Chapter

Gene Flow

C. Neal Stewart

in Genetically Modified Planet

Published in print September 2004 | ISBN: 9780195157451
Published online September 2007 | e-ISBN: 9780199790388 | DOI: http://dx.doi.org/10.1093/acprof:oso/9780195157451.003.0004
 Gene Flow

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People are worried about the creation of a “superweed” when transgenes move from crops to wild relatives that might already be weedy. One example of such an interbreeding crop-weed system is canola (a crop) and its wild relative (wild turnip). An insect resistant transgene was purposefully transferred from canola to wild turnip via hybridization, and the effects were observed. The result was not a superweed, but rather a weed that was not quite as competitive as the non-transgenic weed. Population genetics and forces of evolution, and how these might interact in shaping any superweed scenarios are discussed. It is argued that it will be very difficult for one or two transgenes to convert a weed into a superweed.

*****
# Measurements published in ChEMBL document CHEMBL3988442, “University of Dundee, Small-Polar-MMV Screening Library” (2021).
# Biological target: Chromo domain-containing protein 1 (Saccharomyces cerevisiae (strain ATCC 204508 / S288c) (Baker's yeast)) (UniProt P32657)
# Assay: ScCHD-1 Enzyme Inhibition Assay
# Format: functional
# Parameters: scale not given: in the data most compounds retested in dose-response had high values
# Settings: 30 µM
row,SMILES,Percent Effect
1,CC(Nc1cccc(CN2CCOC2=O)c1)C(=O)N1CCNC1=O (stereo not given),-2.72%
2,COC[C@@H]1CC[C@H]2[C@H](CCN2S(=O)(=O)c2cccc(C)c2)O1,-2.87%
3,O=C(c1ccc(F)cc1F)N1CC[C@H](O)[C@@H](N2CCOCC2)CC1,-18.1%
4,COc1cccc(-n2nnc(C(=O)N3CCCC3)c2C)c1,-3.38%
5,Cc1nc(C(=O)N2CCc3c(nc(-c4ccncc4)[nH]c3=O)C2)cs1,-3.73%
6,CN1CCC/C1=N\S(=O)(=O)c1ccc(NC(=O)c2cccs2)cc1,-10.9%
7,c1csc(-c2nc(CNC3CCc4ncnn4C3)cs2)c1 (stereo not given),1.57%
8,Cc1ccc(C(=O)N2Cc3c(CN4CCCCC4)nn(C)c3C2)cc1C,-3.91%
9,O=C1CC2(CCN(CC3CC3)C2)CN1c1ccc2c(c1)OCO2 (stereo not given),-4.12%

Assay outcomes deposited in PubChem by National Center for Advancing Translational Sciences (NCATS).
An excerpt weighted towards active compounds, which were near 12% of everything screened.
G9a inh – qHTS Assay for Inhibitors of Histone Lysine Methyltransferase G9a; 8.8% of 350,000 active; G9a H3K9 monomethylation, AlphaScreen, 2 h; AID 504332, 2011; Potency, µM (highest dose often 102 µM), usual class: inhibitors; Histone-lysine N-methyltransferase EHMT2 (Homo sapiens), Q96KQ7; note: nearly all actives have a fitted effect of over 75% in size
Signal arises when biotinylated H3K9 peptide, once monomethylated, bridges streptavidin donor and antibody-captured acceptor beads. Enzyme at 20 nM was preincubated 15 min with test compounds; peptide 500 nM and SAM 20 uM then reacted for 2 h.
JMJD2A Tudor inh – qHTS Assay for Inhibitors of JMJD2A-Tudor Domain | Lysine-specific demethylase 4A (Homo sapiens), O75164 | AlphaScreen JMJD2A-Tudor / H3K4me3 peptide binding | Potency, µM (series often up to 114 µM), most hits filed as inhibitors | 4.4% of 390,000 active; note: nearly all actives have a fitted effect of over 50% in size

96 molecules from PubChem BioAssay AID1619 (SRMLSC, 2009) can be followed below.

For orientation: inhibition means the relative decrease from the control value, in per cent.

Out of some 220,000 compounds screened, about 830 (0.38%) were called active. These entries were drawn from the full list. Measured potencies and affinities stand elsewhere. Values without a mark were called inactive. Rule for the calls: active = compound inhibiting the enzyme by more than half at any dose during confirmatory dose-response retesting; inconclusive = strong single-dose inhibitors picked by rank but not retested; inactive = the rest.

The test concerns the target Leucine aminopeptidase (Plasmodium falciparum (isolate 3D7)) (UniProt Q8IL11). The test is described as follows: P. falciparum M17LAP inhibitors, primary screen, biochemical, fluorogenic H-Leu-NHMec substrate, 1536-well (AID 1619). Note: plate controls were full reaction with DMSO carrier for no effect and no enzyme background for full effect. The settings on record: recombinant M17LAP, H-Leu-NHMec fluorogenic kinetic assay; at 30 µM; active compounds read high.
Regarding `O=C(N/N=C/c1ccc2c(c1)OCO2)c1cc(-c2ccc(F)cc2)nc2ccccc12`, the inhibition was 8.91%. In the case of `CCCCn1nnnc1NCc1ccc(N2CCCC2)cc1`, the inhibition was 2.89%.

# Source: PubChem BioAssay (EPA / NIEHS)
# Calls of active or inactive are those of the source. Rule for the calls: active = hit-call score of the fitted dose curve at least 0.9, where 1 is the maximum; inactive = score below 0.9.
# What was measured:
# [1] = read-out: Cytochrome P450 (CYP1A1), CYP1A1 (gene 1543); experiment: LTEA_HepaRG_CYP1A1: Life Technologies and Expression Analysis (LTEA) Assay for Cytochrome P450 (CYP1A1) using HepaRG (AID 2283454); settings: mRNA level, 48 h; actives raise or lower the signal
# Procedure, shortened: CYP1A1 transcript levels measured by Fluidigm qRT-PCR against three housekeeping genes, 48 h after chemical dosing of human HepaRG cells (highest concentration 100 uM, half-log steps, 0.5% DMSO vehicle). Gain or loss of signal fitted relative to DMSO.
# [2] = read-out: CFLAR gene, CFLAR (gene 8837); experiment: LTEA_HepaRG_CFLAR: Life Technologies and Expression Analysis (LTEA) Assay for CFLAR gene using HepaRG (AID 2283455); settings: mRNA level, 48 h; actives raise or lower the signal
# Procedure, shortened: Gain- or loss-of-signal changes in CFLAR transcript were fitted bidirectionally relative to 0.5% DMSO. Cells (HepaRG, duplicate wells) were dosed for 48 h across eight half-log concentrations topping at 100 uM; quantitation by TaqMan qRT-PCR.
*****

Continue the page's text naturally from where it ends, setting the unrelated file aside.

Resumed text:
Keywords: canola; competitive; wild turnip

Chapter.  11084 words.  Illustrated.

Subjects: Biotechnology

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